Arthur Miller's, "Death of a Salesman" is a tragic story. It is a story about a man who has spent 40 years chasing an unattainable goal, while the most important issues fall to the wayside. This is a man with many flaws; the most harmful flaw of all being his persistence in chasing what he believes to be the "American Dream". In doing so, he becomes a lost, delusional soul, eventually giving in to suicide. After his death, his family is left alone, without even the benefit of an insurance settlement. This story is indeed a real tragedy.
Willy Loman is a common, average man, whose goals and expectations are shattered by the fictitious ideals of the society he has put his faith in. He spends the majority of his life in pursuit of the "American Dream" only to find bitter disappointment and rejection. Willy most likely has good intentions and wants nothing more than to be liked and admired.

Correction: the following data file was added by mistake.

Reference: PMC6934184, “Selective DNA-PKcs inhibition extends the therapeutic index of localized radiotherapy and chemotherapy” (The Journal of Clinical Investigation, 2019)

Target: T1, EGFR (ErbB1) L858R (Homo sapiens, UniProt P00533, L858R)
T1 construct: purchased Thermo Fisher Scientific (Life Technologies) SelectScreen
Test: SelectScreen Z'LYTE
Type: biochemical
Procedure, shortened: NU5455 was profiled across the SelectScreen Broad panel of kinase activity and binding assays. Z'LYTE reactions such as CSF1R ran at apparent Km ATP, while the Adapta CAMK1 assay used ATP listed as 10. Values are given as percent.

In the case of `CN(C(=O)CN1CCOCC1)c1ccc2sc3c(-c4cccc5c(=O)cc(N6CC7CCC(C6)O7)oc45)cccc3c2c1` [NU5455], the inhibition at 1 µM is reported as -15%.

Being well liked is the key to success in Willy's eyes. Early in the play during a conversation with his sons, Willy makes the comment, "Be liked and you will never want" (Miller, 1836). Willy put entirely too much value in his self image and self worth and this attitude ultimately cost him everything in the end.
Willy takes his job as a salesman very seriously. In the beginning, he is successful and well received by the clientele. However, over the years, things change and Willy realizes that he is losing his competitive edge. The connections he once had in the business are gone and Willy confidently believes that things would be different if they were still around. He even tells Linda, his wife, "If old man Wagner was alive I'd a been in charge of New York now!"...